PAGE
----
A little over two years ago, we planted a church in the northwest area of Saskatchewan’s capital city, Regina. On the day of our launch, we experienced one of the worst things that could have happened: we tripled in size. Now before you go back and re-read that last sentence, let me reassure you that you read it right. We tripled in size and it was a bad thing.
As I stood up to preach that morning, seeing all these new faces, I was thinking my prayers had been answered and revival was breaking out in Regina. After the service, however, person after person shared with me everything that was wrong with the last church they had been spending an hour and a half on Sunday mornings with. As I heard the same thing over and over, my feelings of excitement began to fade.
When we first envisioned what our church would look like, our dream wasn’t for us to be a place for disgruntled Christians to go after leaving their existing churches. When we had initially planned, prayed, and dreamed, we understood that we were planting with the goal of reaching the lost in northwest Regina.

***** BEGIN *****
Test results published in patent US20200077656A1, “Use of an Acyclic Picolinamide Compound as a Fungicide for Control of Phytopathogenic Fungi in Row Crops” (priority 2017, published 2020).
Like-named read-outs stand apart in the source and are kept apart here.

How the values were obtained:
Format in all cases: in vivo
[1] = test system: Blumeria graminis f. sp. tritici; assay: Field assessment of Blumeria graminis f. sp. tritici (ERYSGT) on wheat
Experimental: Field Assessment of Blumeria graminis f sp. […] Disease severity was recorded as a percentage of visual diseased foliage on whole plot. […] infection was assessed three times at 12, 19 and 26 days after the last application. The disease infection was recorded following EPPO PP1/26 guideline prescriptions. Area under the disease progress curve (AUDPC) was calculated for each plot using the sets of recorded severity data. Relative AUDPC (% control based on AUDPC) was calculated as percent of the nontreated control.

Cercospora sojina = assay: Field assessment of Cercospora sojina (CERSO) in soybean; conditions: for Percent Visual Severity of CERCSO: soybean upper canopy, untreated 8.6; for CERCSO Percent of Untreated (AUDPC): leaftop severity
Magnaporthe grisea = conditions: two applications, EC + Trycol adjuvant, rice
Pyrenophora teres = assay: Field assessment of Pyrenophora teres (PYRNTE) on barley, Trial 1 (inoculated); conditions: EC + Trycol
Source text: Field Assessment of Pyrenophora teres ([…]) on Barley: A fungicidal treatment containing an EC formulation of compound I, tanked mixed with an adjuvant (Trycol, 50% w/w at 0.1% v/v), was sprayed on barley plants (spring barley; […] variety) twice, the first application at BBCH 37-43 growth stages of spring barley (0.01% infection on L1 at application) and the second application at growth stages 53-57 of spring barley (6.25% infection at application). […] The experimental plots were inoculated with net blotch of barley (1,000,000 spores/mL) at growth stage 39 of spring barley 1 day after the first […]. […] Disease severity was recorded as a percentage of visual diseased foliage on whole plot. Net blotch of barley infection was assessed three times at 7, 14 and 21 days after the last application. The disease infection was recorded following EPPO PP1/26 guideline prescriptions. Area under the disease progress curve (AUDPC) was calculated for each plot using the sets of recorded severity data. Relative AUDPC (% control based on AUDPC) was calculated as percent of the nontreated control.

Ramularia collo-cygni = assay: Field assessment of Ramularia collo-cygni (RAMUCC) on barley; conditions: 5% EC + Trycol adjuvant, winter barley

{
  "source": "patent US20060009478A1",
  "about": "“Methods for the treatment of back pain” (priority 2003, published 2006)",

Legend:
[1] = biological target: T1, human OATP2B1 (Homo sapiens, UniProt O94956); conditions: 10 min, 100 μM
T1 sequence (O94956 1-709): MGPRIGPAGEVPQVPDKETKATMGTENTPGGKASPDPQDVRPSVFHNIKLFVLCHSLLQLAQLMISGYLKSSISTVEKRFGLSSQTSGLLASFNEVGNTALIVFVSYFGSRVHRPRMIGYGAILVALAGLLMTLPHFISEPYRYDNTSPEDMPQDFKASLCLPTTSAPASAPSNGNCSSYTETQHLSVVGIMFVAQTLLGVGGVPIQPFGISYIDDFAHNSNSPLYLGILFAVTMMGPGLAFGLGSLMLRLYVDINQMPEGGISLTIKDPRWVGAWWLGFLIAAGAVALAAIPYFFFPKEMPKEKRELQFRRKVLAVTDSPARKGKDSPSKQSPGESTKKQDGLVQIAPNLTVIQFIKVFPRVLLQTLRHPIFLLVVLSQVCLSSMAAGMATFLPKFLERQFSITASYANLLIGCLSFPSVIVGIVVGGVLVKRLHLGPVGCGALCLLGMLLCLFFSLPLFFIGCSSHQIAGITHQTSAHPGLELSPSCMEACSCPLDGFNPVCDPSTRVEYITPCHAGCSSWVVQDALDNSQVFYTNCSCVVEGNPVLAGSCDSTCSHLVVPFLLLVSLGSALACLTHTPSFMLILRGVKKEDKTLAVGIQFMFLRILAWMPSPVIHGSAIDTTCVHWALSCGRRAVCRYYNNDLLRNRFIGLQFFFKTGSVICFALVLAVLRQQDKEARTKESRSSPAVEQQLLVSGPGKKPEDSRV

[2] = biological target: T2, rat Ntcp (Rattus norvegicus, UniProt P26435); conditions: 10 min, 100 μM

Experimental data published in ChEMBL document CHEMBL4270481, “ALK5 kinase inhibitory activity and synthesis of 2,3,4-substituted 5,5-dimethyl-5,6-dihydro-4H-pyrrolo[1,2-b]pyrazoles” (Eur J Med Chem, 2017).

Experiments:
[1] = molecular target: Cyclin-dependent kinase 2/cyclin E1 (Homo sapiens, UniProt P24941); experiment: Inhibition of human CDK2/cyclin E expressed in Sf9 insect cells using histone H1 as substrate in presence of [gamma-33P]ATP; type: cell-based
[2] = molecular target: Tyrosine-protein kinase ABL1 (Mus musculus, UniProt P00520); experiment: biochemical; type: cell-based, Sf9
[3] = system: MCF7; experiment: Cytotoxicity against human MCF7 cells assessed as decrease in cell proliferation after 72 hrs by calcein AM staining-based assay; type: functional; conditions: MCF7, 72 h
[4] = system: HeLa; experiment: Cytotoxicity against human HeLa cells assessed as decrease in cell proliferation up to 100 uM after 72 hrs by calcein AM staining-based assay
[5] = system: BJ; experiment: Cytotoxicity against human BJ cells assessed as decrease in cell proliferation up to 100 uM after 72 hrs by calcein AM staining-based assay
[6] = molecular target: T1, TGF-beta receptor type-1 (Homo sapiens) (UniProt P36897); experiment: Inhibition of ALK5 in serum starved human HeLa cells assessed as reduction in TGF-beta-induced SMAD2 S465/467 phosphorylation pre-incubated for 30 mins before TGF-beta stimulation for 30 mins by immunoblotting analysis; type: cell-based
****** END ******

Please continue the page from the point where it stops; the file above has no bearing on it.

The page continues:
Regina didn’t need a new church that was only interested in taking other church members. All that would do is continue the horrible church culture of sheep-shuffling, which is unfortunately all too common in our city. No, Regina, as with all of Canada, needs churches that are committed to reaching people who are far from Jesus.
This reality in Regina reflects a greater reality across Canada. Regina is a city that over 250,000 people call home and yet the overwhelming majority don’t know Jesus. Across our nation, of the 36 million people who call Canada home, using the most generous estimates, only about 3.8 million people will gather with the church on a Sunday. The point being: We want to be about planting churches that equip people to reach wide. Not just reaching into existing churches, but into the lives of the 30-million-plus people from coast to coast who have no idea about Jesus’ life, death, and resurrection.